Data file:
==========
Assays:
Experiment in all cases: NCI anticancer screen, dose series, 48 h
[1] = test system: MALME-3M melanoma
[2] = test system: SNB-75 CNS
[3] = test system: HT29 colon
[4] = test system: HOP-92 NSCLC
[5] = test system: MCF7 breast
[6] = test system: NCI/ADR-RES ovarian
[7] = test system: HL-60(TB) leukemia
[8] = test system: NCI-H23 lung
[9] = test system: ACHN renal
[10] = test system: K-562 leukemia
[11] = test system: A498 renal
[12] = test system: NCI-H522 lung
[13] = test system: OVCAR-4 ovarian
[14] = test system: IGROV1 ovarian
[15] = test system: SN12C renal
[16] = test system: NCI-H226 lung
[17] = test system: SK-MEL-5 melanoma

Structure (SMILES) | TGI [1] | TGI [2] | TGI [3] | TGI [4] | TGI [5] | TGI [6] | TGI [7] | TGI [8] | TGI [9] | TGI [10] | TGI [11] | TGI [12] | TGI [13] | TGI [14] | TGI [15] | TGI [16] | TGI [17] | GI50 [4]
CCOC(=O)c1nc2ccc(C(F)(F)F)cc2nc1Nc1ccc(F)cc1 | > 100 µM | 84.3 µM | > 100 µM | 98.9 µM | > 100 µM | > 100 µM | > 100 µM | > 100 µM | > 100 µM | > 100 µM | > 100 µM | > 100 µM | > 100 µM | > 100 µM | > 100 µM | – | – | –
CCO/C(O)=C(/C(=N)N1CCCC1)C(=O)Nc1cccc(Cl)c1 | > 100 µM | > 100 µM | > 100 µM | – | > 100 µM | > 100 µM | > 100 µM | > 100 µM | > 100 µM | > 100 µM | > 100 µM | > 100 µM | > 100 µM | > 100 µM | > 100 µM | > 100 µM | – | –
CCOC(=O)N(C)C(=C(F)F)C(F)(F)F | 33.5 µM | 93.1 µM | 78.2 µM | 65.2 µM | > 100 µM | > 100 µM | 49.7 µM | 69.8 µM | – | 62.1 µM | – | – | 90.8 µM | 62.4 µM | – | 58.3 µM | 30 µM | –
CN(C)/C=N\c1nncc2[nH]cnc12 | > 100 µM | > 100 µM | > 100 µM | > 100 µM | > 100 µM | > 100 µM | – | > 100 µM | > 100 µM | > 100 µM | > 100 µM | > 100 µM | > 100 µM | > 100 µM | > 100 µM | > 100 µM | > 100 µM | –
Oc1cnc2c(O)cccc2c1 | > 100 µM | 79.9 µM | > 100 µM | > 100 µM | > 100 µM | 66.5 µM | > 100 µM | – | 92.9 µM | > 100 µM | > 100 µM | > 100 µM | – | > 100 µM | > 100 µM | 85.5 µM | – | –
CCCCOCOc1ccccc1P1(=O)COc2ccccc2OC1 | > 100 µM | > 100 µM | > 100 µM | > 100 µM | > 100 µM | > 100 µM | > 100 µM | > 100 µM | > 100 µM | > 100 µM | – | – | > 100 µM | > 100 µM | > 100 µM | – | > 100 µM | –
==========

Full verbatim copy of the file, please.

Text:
Assays:
Experiment in all cases: NCI anticancer screen, dose series, 48 h
[1] = test system: MALME-3M melanoma
[2] = test system: SNB-75 CNS
[3] = test system: HT29 colon
[4] = test system: HOP-92 NSCLC
[5] = test system: MCF7 breast
[6] = test system: NCI/ADR-RES ovarian
[7] = test system: HL-60(TB) leukemia
[8] = test system: NCI-H23 lung
[9] = test system: ACHN renal
[10] = test system: K-562 leukemia
[11] = test system: A498 renal
[12] = test system: NCI-H522 lung
[13] = test system: OVCAR-4 ovarian
[14] = test system: IGROV1 ovarian
[15] = test system: SN12C renal
[16] = test system: NCI-H226 lung
[17] = test system: SK-MEL-5 melanoma

Structure (SMILES) | TGI [1] | TGI [2] | TGI [3] | TGI [4] | TGI [5] | TGI [6] | TGI [7] | TGI [8] | TGI [9] | TGI [10] | TGI [11] | TGI [12] | TGI [13] | TGI [14] | TGI [15] | TGI [16] | TGI [17] | GI50 [4]
CCOC(=O)c1nc2ccc(C(F)(F)F)cc2nc1Nc1ccc(F)cc1 | > 100 µM | 84.3 µM | > 100 µM | 98.9 µM | > 100 µM | > 100 µM | > 100 µM | > 100 µM | > 100 µM | > 100 µM | > 100 µM | > 100 µM | > 100 µM | > 100 µM | > 100 µM | – | – | –
CCO/C(O)=C(/C(=N)N1CCCC1)C(=O)Nc1cccc(Cl)c1 | > 100 µM | > 100 µM | > 100 µM | – | > 100 µM | > 100 µM | > 100 µM | > 100 µM | > 100 µM | > 100 µM | > 100 µM | > 100 µM | > 100 µM | > 100 µM | > 100 µM | > 100 µM | – | –
CCOC(=O)N(C)C(=C(F)F)C(F)(F)F | 33.5 µM | 93.1 µM | 78.2 µM | 65.2 µM | > 100 µM | > 100 µM | 49.7 µM | 69.8 µM | – | 62.1 µM | – | – | 90.8 µM | 62.4 µM | – | 58.3 µM | 30 µM | –
CN(C)/C=N\c1nncc2[nH]cnc12 | > 100 µM | > 100 µM | > 100 µM | > 100 µM | > 100 µM | > 100 µM | – | > 100 µM | > 100 µM | > 100 µM | > 100 µM | > 100 µM | > 100 µM | > 100 µM | > 100 µM | > 100 µM | > 100 µM | –
Oc1cnc2c(O)cccc2c1 | > 100 µM | 79.9 µM | > 100 µM | > 100 µM | > 100 µM | 66.5 µM | > 100 µM | – | 92.9 µM | > 100 µM | > 100 µM | > 100 µM | – | > 100 µM | > 100 µM | 85.5 µM | – | –
CCCCOCOc1ccccc1P1(=O)COc2ccccc2OC1 | > 100 µM | > 100 µM | > 100 µM | > 100 µM | > 100 µM | > 100 µM | > 100 µM | > 100 µM | > 100 µM | > 100 µM | – | – | > 100 µM | > 100 µM | > 100 µM | – | > 100 µM | –